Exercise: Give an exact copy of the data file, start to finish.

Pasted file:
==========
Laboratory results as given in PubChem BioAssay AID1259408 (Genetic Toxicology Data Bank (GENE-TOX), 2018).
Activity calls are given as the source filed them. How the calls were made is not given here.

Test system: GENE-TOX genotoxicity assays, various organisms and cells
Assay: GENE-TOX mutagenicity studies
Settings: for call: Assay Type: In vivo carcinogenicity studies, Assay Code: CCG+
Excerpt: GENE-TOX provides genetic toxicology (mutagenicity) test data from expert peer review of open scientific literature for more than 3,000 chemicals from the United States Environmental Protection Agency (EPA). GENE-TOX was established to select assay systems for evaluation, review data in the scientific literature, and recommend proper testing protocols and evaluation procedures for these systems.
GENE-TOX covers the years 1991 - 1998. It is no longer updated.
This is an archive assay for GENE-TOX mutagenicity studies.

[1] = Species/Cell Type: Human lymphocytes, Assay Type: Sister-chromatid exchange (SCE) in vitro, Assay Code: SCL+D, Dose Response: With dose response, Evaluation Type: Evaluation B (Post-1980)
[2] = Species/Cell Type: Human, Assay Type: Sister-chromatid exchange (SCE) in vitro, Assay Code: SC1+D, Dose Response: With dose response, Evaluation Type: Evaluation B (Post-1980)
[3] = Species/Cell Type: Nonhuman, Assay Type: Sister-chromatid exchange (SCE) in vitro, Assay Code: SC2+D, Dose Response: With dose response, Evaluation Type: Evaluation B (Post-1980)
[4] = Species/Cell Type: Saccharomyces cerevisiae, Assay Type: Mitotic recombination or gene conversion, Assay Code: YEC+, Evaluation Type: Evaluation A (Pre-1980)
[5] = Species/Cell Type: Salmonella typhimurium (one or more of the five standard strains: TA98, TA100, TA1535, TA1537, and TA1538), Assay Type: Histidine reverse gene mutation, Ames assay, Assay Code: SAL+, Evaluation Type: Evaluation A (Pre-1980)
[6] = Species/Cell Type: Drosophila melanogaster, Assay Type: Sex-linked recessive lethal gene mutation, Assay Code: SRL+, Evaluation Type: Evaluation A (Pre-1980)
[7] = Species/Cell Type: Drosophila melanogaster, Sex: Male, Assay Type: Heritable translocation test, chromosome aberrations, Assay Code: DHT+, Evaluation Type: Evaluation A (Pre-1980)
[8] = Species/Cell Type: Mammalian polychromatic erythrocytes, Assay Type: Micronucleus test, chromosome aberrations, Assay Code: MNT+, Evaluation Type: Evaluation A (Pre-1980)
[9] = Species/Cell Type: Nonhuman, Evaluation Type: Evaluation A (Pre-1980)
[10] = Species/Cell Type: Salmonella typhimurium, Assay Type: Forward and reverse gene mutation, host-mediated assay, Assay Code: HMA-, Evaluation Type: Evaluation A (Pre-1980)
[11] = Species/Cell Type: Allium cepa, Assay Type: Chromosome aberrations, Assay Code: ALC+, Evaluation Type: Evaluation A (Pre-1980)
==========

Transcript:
Laboratory results as given in PubChem BioAssay AID1259408 (Genetic Toxicology Data Bank (GENE-TOX), 2018).
Activity calls are given as the source filed them. How the calls were made is not given here.

Test system: GENE-TOX genotoxicity assays, various organisms and cells
Assay: GENE-TOX mutagenicity studies
Settings: for call: Assay Type: In vivo carcinogenicity studies, Assay Code: CCG+
Excerpt: GENE-TOX provides genetic toxicology (mutagenicity) test data from expert peer review of open scientific literature for more than 3,000 chemicals from the United States Environmental Protection Agency (EPA). GENE-TOX was established to select assay systems for evaluation, review data in the scientific literature, and recommend proper testing protocols and evaluation procedures for these systems.
GENE-TOX covers the years 1991 - 1998. It is no longer updated.
This is an archive assay for GENE-TOX mutagenicity studies.

[1] = Species/Cell Type: Human lymphocytes, Assay Type: Sister-chromatid exchange (SCE) in vitro, Assay Code: SCL+D, Dose Response: With dose response, Evaluation Type: Evaluation B (Post-1980)
[2] = Species/Cell Type: Human, Assay Type: Sister-chromatid exchange (SCE) in vitro, Assay Code: SC1+D, Dose Response: With dose response, Evaluation Type: Evaluation B (Post-1980)
[3] = Species/Cell Type: Nonhuman, Assay Type: Sister-chromatid exchange (SCE) in vitro, Assay Code: SC2+D, Dose Response: With dose response, Evaluation Type: Evaluation B (Post-1980)
[4] = Species/Cell Type: Saccharomyces cerevisiae, Assay Type: Mitotic recombination or gene conversion, Assay Code: YEC+, Evaluation Type: Evaluation A (Pre-1980)
[5] = Species/Cell Type: Salmonella typhimurium (one or more of the five standard strains: TA98, TA100, TA1535, TA1537, and TA1538), Assay Type: Histidine reverse gene mutation, Ames assay, Assay Code: SAL+, Evaluation Type: Evaluation A (Pre-1980)
[6] = Species/Cell Type: Drosophila melanogaster, Assay Type: Sex-linked recessive lethal gene mutation, Assay Code: SRL+, Evaluation Type: Evaluation A (Pre-1980)
[7] = Species/Cell Type: Drosophila melanogaster, Sex: Male, Assay Type: Heritable translocation test, chromosome aberrations, Assay Code: DHT+, Evaluation Type: Evaluation A (Pre-1980)
[8] = Species/Cell Type: Mammalian polychromatic erythrocytes, Assay Type: Micronucleus test, chromosome aberrations, Assay Code: MNT+, Evaluation Type: Evaluation A (Pre-1980)
[9] = Species/Cell Type: Nonhuman, Evaluation Type: Evaluation A (Pre-1980)
[10] = Species/Cell Type: Salmonella typhimurium, Assay Type: Forward and reverse gene mutation, host-mediated assay, Assay Code: HMA-, Evaluation Type: Evaluation A (Pre-1980)
[11] = Species/Cell Type: Allium cepa, Assay Type: Chromosome aberrations, Assay Code: ALC+, Evaluation Type: Evaluation A (Pre-1980)